Microsoft now has a well-qualified hardware partner, software that's matured rapidly in the last year, and a complete set of Office functionality -- but is Windows RT even relevant?
Just shy of a year after releasing the Surface RT tablet, you would be forgiven for thinking Windows RT had largely been abandoned. However, Microsoft and Nokia, which will soon be part of the software giant, have redoubled efforts around Windows RT, creating a tablet-friendly version of Windows 8 designed to run on ARM processors.
Nokia recently announced the Lumia 2520, a long-promised tablet that shares many of the features of the Surface, including detachable keyboard options and the Windows RT OS. On Microsoft’s part, after a few hiccups, the company released an updated version of its OS, which I recently installed on my personal Surface RT tablet. Do you think these moves can revitalize Windows RT?
In a tablet market dominated by Apple and Android, it’s easy to forget Nokia once pioneered tablet-like devices that connected to cellular networks. The company has long promised a tablet, although it’s somewhat of a surprise that its first foray into tablets was with the poorly received RT version of Windows. Also somewhat confusing is the fact that there’s little to differentiate the device from Microsoft’s Surface RT series of tablets. The Lumia looks to be a well-engineered piece of hardware, but few people complained about the quality of the Surface hardware, focusing instead on the OS and its inability to straddle the tablet and productivity worlds effectively.
The good news for enterprise tablet purchases is that Nokia has demonstrated it can successfully apply the popular Lumia design queues to a larger format and, as the company integrated with Microsoft, continue to deliver solid hardware. However, Nokia’s fall from grace has never been due primarily to hardware, so the success of Windows RT as a viable platform rests largely on the software.
One of the glaring problems of Windows RT is that it can't run the massive catalog of legacy Windows software that's designed for x86 processors. While the OS looks and feels like regular Windows 8, download an .EXE file, and you’ll quickly realize that it’s certainly not standard Windows. Microsoft attempted to offset this gap by including Microsoft Office with the device, with one glaring omission: Outlook was missing in action. Thus, Microsoft delivered a device purporting to offer laptop-like productivity with tablet features, but it left out a critical application. This was a major oversight, because not many road warriors would actually prefer the poor Mail application to full-fledged Outlook.
With Windows RT’s recent update, Outlook has become part of the standard suite, and it appears on the Windows RT desktop with little fuss beyond a long download and installation cycle. Nearly a year of software updates have also brought stability and usability improvements to the device, and the Office experience on Surface RT is now indistinguishable from a standard desktop. Microsoft has also sorted some of the strange behaviors of its SkyDrive cloud storage service. SkyDrive now seamlessly syncs files in the background, making RT a more viable device since your files “just appear” when disconnected.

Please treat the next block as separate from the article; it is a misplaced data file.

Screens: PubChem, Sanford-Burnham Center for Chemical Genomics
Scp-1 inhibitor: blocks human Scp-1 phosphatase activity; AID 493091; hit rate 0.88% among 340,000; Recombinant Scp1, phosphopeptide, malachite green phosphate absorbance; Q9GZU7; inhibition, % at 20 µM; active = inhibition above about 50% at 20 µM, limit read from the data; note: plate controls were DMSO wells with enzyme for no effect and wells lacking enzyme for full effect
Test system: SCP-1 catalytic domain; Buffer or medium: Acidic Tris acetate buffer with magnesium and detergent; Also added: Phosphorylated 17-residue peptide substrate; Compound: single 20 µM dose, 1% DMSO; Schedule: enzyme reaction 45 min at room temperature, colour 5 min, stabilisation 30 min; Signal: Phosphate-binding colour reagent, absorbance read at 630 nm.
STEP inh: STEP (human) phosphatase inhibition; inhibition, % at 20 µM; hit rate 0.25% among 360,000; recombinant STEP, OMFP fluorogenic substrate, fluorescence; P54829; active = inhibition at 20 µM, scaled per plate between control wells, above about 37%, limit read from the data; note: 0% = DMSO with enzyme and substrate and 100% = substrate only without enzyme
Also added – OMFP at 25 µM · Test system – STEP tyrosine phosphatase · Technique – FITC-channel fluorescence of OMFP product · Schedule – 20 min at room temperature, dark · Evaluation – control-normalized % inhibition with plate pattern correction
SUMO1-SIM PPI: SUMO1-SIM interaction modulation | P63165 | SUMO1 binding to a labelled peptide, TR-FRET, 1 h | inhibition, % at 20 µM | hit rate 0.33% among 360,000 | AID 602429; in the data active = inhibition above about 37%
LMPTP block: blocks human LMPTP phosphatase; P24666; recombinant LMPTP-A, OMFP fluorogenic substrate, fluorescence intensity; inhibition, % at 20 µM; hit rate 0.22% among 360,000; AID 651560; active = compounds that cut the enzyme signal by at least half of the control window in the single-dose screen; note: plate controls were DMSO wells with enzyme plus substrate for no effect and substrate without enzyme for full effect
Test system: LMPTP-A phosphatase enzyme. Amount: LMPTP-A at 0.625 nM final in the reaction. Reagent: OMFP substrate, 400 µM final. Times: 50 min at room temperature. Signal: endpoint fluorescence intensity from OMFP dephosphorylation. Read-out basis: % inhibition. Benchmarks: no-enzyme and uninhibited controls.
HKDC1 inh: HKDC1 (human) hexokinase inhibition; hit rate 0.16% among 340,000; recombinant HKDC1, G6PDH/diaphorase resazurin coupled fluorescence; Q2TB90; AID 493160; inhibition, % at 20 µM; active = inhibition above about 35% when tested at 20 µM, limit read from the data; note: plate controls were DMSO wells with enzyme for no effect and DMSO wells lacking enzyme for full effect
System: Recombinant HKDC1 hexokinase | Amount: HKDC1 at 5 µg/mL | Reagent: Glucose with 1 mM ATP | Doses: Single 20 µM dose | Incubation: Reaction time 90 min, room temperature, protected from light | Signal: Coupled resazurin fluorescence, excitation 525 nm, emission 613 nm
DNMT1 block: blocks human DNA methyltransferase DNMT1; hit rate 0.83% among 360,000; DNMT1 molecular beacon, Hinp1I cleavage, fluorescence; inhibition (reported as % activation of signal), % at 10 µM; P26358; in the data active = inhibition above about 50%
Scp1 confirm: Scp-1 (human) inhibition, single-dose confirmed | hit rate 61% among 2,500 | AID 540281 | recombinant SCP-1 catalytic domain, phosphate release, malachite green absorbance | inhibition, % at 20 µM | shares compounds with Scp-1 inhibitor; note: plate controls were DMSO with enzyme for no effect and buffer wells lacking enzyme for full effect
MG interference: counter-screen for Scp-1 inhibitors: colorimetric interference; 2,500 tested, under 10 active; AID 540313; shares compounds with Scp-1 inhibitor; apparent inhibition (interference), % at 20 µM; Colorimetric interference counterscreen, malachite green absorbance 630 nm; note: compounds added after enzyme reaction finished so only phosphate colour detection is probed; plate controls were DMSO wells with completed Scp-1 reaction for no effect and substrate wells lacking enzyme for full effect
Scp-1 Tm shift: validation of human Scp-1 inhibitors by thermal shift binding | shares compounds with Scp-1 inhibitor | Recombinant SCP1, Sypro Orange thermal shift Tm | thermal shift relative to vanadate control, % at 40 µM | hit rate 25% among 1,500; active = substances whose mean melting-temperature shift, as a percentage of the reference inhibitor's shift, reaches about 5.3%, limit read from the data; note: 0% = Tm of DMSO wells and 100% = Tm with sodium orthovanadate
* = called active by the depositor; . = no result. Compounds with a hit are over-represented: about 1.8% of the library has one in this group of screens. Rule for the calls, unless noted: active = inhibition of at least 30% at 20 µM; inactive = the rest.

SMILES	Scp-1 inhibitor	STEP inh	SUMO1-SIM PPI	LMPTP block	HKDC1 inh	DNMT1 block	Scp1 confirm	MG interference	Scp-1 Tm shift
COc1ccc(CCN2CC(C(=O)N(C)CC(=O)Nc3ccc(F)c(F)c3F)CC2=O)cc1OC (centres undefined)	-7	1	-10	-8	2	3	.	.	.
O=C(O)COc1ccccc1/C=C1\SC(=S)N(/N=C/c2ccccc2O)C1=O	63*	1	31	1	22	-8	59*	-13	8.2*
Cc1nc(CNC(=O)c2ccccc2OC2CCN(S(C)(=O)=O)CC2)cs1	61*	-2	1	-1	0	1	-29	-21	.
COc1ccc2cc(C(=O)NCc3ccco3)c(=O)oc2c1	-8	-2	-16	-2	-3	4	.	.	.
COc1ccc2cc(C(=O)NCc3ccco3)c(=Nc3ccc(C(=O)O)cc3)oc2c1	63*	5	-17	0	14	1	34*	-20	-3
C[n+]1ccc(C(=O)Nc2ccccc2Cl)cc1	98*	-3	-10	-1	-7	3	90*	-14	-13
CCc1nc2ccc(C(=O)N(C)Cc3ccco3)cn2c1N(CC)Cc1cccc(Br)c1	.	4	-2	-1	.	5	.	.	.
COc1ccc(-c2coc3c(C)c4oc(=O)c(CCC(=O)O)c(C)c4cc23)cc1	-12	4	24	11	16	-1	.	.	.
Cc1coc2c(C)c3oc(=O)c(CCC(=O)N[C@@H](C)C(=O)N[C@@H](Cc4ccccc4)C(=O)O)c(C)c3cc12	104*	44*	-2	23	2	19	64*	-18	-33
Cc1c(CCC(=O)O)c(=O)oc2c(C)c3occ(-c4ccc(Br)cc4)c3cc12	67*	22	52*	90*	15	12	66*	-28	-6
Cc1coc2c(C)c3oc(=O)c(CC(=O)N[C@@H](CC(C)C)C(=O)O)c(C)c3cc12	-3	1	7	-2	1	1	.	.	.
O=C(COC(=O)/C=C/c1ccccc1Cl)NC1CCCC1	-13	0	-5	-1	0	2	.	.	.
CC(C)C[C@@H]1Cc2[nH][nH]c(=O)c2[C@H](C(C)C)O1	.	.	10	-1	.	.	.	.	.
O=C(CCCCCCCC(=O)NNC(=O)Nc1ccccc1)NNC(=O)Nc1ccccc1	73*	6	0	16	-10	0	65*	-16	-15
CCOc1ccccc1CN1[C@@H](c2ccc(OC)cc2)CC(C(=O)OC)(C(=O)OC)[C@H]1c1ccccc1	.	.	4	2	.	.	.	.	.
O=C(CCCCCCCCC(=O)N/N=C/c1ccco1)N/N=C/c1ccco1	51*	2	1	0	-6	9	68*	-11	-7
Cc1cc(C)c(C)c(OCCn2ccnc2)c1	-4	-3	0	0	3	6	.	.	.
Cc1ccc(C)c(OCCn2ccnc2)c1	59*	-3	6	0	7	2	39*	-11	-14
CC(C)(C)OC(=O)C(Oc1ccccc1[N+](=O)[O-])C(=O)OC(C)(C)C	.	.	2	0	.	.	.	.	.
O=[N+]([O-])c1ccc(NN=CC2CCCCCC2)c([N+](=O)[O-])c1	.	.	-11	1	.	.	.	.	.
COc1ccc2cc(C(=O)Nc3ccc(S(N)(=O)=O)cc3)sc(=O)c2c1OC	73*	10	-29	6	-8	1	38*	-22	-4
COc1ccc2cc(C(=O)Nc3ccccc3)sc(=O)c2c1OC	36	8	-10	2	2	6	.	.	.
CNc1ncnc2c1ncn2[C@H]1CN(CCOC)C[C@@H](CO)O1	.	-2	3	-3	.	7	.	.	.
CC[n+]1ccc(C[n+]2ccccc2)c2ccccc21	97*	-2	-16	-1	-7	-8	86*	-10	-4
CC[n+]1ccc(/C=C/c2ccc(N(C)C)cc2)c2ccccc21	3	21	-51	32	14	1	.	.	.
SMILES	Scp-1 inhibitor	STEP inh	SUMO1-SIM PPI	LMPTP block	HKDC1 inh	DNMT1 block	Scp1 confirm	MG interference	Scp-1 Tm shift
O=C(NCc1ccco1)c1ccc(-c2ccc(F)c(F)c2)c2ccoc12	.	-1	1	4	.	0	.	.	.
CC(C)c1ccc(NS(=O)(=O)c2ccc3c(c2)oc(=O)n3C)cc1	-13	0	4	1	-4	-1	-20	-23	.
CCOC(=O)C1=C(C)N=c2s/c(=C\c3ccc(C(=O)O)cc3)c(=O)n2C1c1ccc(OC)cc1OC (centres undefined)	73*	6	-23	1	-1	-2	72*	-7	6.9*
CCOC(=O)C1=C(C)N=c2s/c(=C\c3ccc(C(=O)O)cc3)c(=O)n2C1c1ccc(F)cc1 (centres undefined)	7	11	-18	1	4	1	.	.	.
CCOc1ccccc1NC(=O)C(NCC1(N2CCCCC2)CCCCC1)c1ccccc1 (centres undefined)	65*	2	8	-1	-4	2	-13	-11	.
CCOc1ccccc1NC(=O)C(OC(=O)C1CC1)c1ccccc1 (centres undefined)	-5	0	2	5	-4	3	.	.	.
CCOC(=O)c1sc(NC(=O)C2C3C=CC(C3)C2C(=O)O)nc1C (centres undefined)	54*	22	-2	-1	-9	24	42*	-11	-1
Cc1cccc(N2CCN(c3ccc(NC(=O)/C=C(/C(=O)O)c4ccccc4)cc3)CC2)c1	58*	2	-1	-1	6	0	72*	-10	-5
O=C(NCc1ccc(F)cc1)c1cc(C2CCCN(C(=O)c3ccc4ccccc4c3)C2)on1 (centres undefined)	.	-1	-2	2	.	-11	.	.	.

Does RT even matter anymore?
Microsoft now has a well-qualified hardware partner, software that’s matured rapidly in the last year, and a complete set of Office functionality -- but is Windows RT even relevant? The OS was conceived largely in response to battery life concerns in the original Windows-based tablets. Devices that were lucky to get 3-4 hours away from a plug suddenly looked far less useful in a world of iPads and Android tablets that could easily achieve a full workday of battery life without recharging.
Windows RT also promised better economics, including a full suite of MS Office at nearly half the cost of a “regular” Windows tablet licensed for Office. With better processor technology, the battery life difference between x86 and ARM is becoming moot, and recent “regular” Windows tablets boast full workday batteries. The cost differential is also rapidly diminishing as well with recent tablets, checking in below $300 (USD) at the low end of the quality scale.
In the enterprise, RT might still make a great deal of sense for the average knowledge worker who spends more time in email than in any specialized applications. With no fans, lighter weight, and an OS that presents less opportunity for unauthorized application installation, a “stripped down” platform that offers tablet functionality and familiar Office applications looks somewhat compelling.
However, a larger variety of “regular” Windows tablets is coming from the major vendors -- at competitive costs and with good battery life -- and it increasingly appears Microsoft itself will be the only source of RT hardware. While current owners of Surface RT tablets will be pleasantly surprised by the functionality improvements present in the Windows RT update, it’s still a stretch to envision enterprises opting for RT over standard Windows. Do you agree or disagree? Share your opinion in the discussion thread below.